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How To Really Screw Up With Your Audience aka The Tank Principle

by | Apr 23, 2019 | 2 comments

“This property has two tanks,” proclaimed our real estate agent, Rita.

My husband, Jim, and I toured the ranch in Rita’s four-wheeler and I never saw any tanks.

At another location, Rita said, “As we drive around this 50 acres they have three tanks.”

Again, I could not find these tanks.

This confusion persisted as we drove around the northern edge of Texas’ hill country in search of a small ranch that Jim wanted to purchase. More on THAT in another blog!

Well, let me say that this venture was NOT on my top 50 things to do with our time and money. But, it was Jim’s dream and I, Ms. Urban Girl, needed to change my attitude and be a part of the journey.

As we kept searching, Rita kept mentioning the number of tanks each property had.

My confusion led to these questions: “Why was our U.S. government deploying army tanks on these sleepy little ranches? And where were these tanks concealed? And why just a few on each ranch?”

You are getting the picture. Ms. Urban Girl was clueless.

Fortunately I never asked these questions out loud! But I kept trying to find these tanks.

Do you know how many definitions exist for the word “tank”?

  1. A large receptacle for holding, transporting or storing liquids.
  2. An enclosed heavily armed combat vehicle.
  3. A sleeveless top.
  4. A pond, one built as a water supply.
  5. A jail cell.

Rita never knew that I did not know that a “tank” meant a “pond” in this scenario.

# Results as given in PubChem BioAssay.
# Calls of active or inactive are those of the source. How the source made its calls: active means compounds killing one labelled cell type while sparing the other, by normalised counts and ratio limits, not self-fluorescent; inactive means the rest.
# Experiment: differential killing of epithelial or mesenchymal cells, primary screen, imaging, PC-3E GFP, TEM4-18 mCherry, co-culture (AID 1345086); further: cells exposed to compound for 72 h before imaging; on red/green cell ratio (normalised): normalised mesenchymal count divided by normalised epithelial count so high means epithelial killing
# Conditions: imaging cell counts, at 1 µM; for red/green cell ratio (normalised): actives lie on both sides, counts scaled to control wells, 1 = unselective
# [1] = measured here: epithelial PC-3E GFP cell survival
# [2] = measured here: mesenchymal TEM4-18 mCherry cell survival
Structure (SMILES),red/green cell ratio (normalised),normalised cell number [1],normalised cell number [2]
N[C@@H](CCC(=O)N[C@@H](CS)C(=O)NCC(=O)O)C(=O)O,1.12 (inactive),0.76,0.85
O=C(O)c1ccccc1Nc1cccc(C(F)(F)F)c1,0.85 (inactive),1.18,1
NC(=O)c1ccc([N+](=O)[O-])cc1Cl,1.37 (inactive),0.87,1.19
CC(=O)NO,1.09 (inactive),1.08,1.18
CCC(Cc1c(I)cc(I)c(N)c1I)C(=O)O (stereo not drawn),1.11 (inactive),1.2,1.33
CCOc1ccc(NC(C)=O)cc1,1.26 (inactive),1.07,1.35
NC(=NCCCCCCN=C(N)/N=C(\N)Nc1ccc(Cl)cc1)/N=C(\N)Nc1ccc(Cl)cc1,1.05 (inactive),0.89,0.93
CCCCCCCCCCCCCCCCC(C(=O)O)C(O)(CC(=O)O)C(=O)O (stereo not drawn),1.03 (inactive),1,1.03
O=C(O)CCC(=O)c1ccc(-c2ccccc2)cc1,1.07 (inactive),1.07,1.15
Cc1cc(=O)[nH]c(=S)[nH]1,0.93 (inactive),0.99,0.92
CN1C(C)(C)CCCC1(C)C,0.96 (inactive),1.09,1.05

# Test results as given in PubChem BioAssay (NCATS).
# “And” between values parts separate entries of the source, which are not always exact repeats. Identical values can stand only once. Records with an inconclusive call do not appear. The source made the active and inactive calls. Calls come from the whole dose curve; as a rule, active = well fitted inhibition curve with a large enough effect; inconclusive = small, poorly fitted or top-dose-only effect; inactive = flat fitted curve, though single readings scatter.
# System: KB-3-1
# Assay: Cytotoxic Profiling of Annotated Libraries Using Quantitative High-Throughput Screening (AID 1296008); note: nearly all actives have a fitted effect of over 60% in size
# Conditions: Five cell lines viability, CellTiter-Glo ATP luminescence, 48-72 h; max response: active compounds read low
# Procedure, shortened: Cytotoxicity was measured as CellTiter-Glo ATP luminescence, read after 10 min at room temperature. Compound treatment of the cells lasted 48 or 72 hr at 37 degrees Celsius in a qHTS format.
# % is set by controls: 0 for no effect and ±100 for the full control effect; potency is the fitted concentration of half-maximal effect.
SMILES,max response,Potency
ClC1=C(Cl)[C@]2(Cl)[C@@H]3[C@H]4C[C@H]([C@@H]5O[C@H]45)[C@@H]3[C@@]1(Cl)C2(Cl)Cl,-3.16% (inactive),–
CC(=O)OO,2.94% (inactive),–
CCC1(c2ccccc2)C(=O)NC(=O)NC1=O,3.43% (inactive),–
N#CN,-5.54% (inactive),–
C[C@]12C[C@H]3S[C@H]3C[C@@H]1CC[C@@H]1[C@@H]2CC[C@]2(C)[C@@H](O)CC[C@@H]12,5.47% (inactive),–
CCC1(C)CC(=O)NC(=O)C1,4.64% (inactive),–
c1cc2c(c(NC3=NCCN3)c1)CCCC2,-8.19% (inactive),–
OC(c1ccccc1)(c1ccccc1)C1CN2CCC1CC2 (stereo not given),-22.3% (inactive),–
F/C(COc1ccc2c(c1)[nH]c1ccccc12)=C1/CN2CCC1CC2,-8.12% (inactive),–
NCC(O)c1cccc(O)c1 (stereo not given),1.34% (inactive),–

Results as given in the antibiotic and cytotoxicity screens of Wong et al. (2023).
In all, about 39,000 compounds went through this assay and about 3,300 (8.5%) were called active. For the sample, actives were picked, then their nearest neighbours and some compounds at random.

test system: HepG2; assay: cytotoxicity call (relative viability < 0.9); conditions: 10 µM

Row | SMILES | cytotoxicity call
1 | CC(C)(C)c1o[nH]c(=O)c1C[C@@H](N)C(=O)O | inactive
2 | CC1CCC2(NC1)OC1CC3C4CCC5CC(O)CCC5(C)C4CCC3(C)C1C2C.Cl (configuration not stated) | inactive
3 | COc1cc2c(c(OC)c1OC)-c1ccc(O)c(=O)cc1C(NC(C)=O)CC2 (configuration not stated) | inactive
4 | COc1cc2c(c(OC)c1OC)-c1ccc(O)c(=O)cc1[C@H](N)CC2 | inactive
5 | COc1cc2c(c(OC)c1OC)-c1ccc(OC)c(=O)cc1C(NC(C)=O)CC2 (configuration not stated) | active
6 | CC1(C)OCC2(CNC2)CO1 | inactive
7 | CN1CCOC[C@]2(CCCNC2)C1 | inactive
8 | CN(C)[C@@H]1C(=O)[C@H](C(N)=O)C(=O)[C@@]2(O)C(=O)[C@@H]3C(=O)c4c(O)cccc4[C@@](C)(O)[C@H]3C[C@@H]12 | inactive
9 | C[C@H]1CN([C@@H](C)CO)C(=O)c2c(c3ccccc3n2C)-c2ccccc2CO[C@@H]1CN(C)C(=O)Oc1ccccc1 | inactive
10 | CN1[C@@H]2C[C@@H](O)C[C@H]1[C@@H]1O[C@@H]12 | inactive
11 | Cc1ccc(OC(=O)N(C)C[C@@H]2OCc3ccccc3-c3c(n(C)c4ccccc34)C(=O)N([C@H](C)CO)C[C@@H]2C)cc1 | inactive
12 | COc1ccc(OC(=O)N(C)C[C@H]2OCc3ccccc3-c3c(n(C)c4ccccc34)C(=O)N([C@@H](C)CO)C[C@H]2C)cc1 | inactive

How often are you using terms that confuse your listeners? Look at your information from your audience’s point of view. Are your prospects and clients in sync with what you really mean?

Meet Seder! Born last Sunday. Mom and son are doing well.

Don’t screw up with your audience. Understand where they come from! Remember The Tank Principle. Explain and define terms and concepts that have double, triple or even quadruple meanings.

We found a fabulous property, Star Ranch. It was the best venture that I did not want. We are there most weekends and love looking at our three chickens, nine longhorns and four tanks.

© Karen Cortell Reisman, M.S., author of 3 books and President of Speak For Yourself®, works with decision makers on how to speak with gravitas. It’s all in how you speak for yourself. Karen also speaks about her cousin, Albert Einstein, in a message about hope, resilience and brassieres.

Did you know we conduct strategic retreats at Star Ranch?

Read more at www.SpeakForYourself.com/blog

#PresentationSkills #BusinessCommunication #OrganizationalCommunication

Karen Cortell Reisman, MS, Executive Communication Author & Speaker


  1. Val Cronin

    Great way to use humor to get your point across, Karen!
    I saw my first cow….in a Zoo. The word cow was written on top of the cage so us city folks would not be confused.

    • Karen Cortell Reisman

      Val – you should’ve come to Texas sooner! Then you would’ve seen cows on your way to and from DFW. Always enjoy your feedback. Karen

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